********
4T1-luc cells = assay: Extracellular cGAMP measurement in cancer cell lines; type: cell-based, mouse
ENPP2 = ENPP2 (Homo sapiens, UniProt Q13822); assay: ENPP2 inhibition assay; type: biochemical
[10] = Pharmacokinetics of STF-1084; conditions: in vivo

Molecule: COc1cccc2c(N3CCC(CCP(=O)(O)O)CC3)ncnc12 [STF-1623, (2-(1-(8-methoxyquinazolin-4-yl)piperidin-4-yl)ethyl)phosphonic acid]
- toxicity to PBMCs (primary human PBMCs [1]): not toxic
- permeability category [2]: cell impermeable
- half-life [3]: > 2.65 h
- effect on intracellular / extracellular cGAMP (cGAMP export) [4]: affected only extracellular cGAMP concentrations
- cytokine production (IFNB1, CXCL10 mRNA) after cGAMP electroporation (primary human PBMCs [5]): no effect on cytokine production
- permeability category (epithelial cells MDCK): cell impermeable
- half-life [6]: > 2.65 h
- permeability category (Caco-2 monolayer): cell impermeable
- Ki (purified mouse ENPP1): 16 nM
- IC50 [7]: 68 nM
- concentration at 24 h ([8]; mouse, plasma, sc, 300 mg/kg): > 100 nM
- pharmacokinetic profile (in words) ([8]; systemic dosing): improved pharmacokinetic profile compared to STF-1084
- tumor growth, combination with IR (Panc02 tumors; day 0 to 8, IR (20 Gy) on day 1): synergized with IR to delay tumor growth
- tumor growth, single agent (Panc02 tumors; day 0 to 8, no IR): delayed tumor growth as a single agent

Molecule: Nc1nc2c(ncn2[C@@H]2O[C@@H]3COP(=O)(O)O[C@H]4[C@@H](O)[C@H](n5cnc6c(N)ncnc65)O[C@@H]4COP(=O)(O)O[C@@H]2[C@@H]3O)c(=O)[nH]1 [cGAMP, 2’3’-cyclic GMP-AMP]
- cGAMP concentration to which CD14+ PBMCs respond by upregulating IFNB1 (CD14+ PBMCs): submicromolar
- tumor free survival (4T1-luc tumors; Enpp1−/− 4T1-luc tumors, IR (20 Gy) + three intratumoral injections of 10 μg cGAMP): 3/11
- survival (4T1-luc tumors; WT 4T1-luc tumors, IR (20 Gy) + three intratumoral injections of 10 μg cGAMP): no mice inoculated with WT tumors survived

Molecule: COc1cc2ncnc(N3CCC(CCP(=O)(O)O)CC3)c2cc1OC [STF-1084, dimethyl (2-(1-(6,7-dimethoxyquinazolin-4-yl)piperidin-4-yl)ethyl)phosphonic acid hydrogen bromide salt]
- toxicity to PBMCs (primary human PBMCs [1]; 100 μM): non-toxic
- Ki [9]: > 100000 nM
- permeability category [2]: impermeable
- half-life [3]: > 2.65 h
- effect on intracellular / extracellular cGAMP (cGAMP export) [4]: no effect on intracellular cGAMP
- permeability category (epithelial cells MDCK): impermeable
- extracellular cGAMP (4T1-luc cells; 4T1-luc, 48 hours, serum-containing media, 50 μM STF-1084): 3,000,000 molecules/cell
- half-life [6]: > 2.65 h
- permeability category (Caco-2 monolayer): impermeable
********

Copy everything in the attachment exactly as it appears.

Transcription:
4T1-luc cells = assay: Extracellular cGAMP measurement in cancer cell lines; type: cell-based, mouse
ENPP2 = ENPP2 (Homo sapiens, UniProt Q13822); assay: ENPP2 inhibition assay; type: biochemical
[10] = Pharmacokinetics of STF-1084; conditions: in vivo

Molecule: COc1cccc2c(N3CCC(CCP(=O)(O)O)CC3)ncnc12 [STF-1623, (2-(1-(8-methoxyquinazolin-4-yl)piperidin-4-yl)ethyl)phosphonic acid]
- toxicity to PBMCs (primary human PBMCs [1]): not toxic
- permeability category [2]: cell impermeable
- half-life [3]: > 2.65 h
- effect on intracellular / extracellular cGAMP (cGAMP export) [4]: affected only extracellular cGAMP concentrations
- cytokine production (IFNB1, CXCL10 mRNA) after cGAMP electroporation (primary human PBMCs [5]): no effect on cytokine production
- permeability category (epithelial cells MDCK): cell impermeable
- half-life [6]: > 2.65 h
- permeability category (Caco-2 monolayer): cell impermeable
- Ki (purified mouse ENPP1): 16 nM
- IC50 [7]: 68 nM
- concentration at 24 h ([8]; mouse, plasma, sc, 300 mg/kg): > 100 nM
- pharmacokinetic profile (in words) ([8]; systemic dosing): improved pharmacokinetic profile compared to STF-1084
- tumor growth, combination with IR (Panc02 tumors; day 0 to 8, IR (20 Gy) on day 1): synergized with IR to delay tumor growth
- tumor growth, single agent (Panc02 tumors; day 0 to 8, no IR): delayed tumor growth as a single agent

Molecule: Nc1nc2c(ncn2[C@@H]2O[C@@H]3COP(=O)(O)O[C@H]4[C@@H](O)[C@H](n5cnc6c(N)ncnc65)O[C@@H]4COP(=O)(O)O[C@@H]2[C@@H]3O)c(=O)[nH]1 [cGAMP, 2’3’-cyclic GMP-AMP]
- cGAMP concentration to which CD14+ PBMCs respond by upregulating IFNB1 (CD14+ PBMCs): submicromolar
- tumor free survival (4T1-luc tumors; Enpp1−/− 4T1-luc tumors, IR (20 Gy) + three intratumoral injections of 10 μg cGAMP): 3/11
- survival (4T1-luc tumors; WT 4T1-luc tumors, IR (20 Gy) + three intratumoral injections of 10 μg cGAMP): no mice inoculated with WT tumors survived

Molecule: COc1cc2ncnc(N3CCC(CCP(=O)(O)O)CC3)c2cc1OC [STF-1084, dimethyl (2-(1-(6,7-dimethoxyquinazolin-4-yl)piperidin-4-yl)ethyl)phosphonic acid hydrogen bromide salt]
- toxicity to PBMCs (primary human PBMCs [1]; 100 μM): non-toxic
- Ki [9]: > 100000 nM
- permeability category [2]: impermeable
- half-life [3]: > 2.65 h
- effect on intracellular / extracellular cGAMP (cGAMP export) [4]: no effect on intracellular cGAMP
- permeability category (epithelial cells MDCK): impermeable
- extracellular cGAMP (4T1-luc cells; 4T1-luc, 48 hours, serum-containing media, 50 μM STF-1084): 3,000,000 molecules/cell
- half-life [6]: > 2.65 h
- permeability category (Caco-2 monolayer): impermeable